From Punishment to Prevention

Momentum Memphis | 03/20/2018

Momentum Memphis

Momentum Memphis is a collaborative effort to unite the community for youth opportunity.

Read the first post in this series: Restorative Policies for Student Success

Exclusionary school discipline methods are applied at a much greater rate to racial minorities and students with disabilities. In Tennessee, black students are five times more likely to be suspended as white students. Disparities in disciplinary actions prompted White Station High School student Janiya Douglas to launch a poster campaign last year to raise awareness about the issue.

According to Douglas, awareness of the disparities contributes to social hierarchies within the school and negatively affects interactions between white students and black students across both traditional and optional academic programs. “Among the white optional students the discipline disparities enforce their privilege; they know they can do things like leave the campus and not get punished for it.”

Exclusionary discipline practices not only negatively affect the individual students on whom they are applied and the overall classroom and school environments; they also have negative reverberations on the broader community. Students who have been suspended even once are three times more likely to be incarcerated later in life. It’s time to rethink this approach.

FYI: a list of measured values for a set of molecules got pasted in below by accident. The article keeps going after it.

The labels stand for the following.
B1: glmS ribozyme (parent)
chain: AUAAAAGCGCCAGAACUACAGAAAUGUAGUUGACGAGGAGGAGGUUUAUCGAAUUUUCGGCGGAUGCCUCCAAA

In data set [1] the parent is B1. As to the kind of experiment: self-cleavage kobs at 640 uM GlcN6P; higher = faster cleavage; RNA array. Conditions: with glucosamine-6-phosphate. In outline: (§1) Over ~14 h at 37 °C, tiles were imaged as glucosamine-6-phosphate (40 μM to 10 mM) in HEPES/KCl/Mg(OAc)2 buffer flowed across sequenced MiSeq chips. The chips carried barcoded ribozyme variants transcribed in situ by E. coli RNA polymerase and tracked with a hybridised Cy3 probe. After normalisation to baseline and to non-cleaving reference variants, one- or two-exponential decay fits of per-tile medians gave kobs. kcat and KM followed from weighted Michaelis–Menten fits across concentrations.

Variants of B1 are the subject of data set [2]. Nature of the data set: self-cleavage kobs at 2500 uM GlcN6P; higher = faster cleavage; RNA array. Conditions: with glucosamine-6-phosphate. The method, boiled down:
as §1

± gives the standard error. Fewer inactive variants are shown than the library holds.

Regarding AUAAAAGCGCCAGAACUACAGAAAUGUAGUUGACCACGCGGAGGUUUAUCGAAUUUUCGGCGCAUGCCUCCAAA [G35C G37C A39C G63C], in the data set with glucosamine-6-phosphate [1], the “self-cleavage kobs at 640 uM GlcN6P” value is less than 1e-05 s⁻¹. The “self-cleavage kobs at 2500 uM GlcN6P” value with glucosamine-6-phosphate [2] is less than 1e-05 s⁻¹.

Restorative justice disciplinary policies and practices are proactive efforts to address the root causes of student misbehavior. They attempt to create the types of teacher-student relationships and school environments that help to prevent conflicts and discipline issues from occurring in the first place. This approach to school discipline is focused on creating and maintaining a supportive learning environment and helping students develop healthy habits and mindsets and become accountable for their actions. Rather than punishing bad behavior, restorative practices result from a priority placed on rewarding good behavior. In contrast with exclusionary discipline methods, restorative methods represent an investment of time, resources, and training for results that are more beneficial to individual student achievement and that have more positive impacts on schools and their surrounding communities.

Join us in the movement to rethink school discipline.

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